LOCAL AND PROVINCIAL. THE FLOODS. [Newspaper Article] — The Goulburn Herald and Chronicle — 15 June 1864
LOCAL AAD PIROVINI.AL. THE FLOODS. Scunan- last witnessed tie highest flood yet known in the district of Goulburn. Thursday was beautifully fine; but on Friday morning rain commenced, and continued pretty steadily throughout the day and night. On Satur day the rain fell witlhot intermission, and fears became pretty general that there rwould be a flood, as both the Wollondilly and the MIulwarroee were rising fast. On Sunday morning the Maulwarroo was found to be very high, hIaving entered one of tile two white stone housos opposite the court-house, and being up to the verandah floor of the other. The water continued rising throsughout the day, attaining its greatest height about four or five o'clocek, when it had risen nearly to the top of the roof of the verandah of one of the above-mentioned houses, and overflowed the Fitzlroy Bridge, being between twenty and thirty feet above its ordinary level, nine inches higher thlan the flood of 1860, and about four feeot above that of 1852. A...
THE BOISTEROUS WEATHER AND ITS EFFECTS. [Newspaper Article] — The Goulburn Herald and Chronicle — 15 June 1864
THIE BOISTEROUS WEATHER AND ITS EFFECTS. (Fros t5h 8, M. Irahrn.rt) AT this period of tlhe year it is only reasonable to expect very unsettled weather; but from the com mencement of tihe winter season the falls of rain and boisterous gales that lhavo prevailed on the enatern portion of Australia have boon of remarkiblo severity. Thin very disturbed etate of the atmoa pliero led to most disastrous results both on sea and land, and our readers have from time to time road tile accoilnts of devastating inundations from the interior. On the 2nd and .3rd of tihe present month the country to the north, only just recovering from thle oeffctof theso almost periodical visitations, was again submerged, particularly the district of the .Iuntor; and, just as.the waters woro beginning to recede, another and more turrifla storm is now sweeping over tim sameo course, which up to.tho hour of our publicatio. eornms likely to continuo. After five days' .tolerably flou weather, a gentle rain seot in on...
GUNDAROO. [Newspaper Article] — The Goulburn Herald and Chronicle — 15 June 1864
GUNDAROO. (Fromn our corrspondent.) Trmns place has been exceedingly dull for some time back, and the farmors have been delayed very much through tbo want of rain. Howover, it has come at l]ast, with every prospect of a good fall, and I hope it may, as the year is now getting.pretty lar ad van~ed; and, considering the risk to bo run with sowing wheat late from rolt, it is a mattoer that conerns all to see the farmer get in his crop early. For it is, you might ensay, the stlff of lifo, and it was tihe late crops that failed worst hero last year. The only things you canm hear spoklen of at present are tile oldd-fellfow' hall and the bazaar in connec tion with the Preshvtlorian dchrch. Tho former is to come off on the 7th July, in honor of the fourth anniversary of thel oddfellow' lodge. From what I1 hear, it will exceed all former ones, a banner having hebaon a pcially sent for to England for the occasion, and I beclievo a considerable number of the orld follows will appear in lnew re...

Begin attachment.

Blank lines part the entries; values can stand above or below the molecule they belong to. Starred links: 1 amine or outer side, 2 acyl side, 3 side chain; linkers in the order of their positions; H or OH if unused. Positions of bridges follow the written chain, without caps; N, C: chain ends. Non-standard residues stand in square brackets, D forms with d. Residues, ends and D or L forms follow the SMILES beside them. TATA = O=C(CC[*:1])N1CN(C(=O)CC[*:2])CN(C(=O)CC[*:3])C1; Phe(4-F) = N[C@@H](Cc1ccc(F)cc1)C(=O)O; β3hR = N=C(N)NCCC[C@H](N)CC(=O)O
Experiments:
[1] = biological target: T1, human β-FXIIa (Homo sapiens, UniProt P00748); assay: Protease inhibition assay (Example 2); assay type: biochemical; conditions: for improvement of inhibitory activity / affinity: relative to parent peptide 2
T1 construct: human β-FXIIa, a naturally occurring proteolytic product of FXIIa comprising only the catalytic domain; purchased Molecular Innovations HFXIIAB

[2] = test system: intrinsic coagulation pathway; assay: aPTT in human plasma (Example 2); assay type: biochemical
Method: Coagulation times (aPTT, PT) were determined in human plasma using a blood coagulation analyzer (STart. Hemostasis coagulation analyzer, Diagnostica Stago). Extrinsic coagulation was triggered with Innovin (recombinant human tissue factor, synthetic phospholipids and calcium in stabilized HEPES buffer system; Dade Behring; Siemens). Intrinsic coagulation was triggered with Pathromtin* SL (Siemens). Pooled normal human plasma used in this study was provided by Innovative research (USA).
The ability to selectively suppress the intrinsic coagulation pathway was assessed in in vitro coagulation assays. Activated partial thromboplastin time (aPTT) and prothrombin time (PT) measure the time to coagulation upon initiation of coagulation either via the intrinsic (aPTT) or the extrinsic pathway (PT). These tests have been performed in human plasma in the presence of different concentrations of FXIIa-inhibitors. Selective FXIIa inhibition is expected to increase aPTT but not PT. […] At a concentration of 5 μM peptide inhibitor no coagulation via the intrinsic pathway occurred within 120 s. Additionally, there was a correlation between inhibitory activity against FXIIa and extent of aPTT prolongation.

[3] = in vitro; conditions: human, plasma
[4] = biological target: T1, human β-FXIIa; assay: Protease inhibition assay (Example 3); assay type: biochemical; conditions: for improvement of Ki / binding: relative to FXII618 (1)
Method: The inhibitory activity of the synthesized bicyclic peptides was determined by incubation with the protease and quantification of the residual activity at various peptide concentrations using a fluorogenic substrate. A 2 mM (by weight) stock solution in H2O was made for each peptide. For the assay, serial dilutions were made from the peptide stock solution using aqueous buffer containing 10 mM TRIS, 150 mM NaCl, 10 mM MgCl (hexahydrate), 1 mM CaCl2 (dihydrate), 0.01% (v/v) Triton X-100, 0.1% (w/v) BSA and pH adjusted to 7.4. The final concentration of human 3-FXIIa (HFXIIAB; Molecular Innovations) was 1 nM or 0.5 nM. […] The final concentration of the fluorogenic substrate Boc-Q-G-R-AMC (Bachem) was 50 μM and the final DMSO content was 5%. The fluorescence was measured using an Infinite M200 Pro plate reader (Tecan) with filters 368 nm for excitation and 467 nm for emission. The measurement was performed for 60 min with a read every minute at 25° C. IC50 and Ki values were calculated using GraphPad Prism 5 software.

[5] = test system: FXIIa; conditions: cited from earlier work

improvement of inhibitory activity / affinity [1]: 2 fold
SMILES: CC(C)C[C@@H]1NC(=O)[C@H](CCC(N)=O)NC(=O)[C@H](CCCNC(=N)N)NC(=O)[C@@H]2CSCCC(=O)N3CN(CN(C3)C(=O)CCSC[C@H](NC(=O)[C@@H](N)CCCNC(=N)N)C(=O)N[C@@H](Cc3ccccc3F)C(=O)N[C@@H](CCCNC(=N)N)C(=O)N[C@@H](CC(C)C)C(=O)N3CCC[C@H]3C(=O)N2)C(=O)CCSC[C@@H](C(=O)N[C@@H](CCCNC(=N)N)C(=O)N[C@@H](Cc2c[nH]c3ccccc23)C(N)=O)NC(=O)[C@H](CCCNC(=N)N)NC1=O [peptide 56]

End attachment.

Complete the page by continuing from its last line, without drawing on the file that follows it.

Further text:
THE FLOODS IN THE DARLING. [Newspaper Article] — The Goulburn Herald and Chronicle — 15 June 1864
THE FLOODS IN THE DARLING. (Fromn Ihe Ricriele Birald., WE continuo to receive very alarming accounts of the state of the ioode in the River Darling. Every. one acquainted with the character of the country generally adjacent to the river must have been im pressed with the fact that much greater floods than the whites havo over seen, or than the blacks have any record of, have at some time or other taken place. The largo number of dry laho beds, at con siderable distances from the stream, are evidences of this. But no one thought we should have had a recurrence of such a tremendous overpour of water as must have spread throughout the low-lyingcoun tries at the periods when those extensive and numer ous basins were formed and filled. As none of the aborigines had any tradition of the flood-waters having reached the outer reservoirs, it was con jcctured they had been filled at a very remote date, whoaen the river was in the course of formation, and it was therefore concluded that, a de...
THE FLOODS IN THE NORTHERN DISTRICTS. [Newspaper Article] — The Goulburn Herald and Chronicle — 15 June 1864
THE FLOODS IN TUE NOHTHERN DISTRICTS. (From the Maitland Menrcury.) Srx?c our previous issue the river has continued to fill at the ratorof about two fooet per day, and the back-water ceased rising on Mlonday evening, but it had then attiinod a height and extent of surface far greater.than even that obtained in Fobruary last. The water was quite up to the rails of the line be tween Dovonshire and Elgin streets, and beyond that to T'elarah hill down to about noseventeen teet over the prOper level. The lino'was covered. The back water forced its way up Devonshire-street as far as MIr. ,v. Olark's, and several of the houses in that street, and the lanes and paddocks about, had from one to three feet of water on their floors. It ex tended on the' race-courseo over a portion of the running-ground, and covered the weighing yard be neath the grand stand. On Monday evening the current in Hall's 'Creek changed its course, and slowly receded into the river. By Tuesday evening the back water h...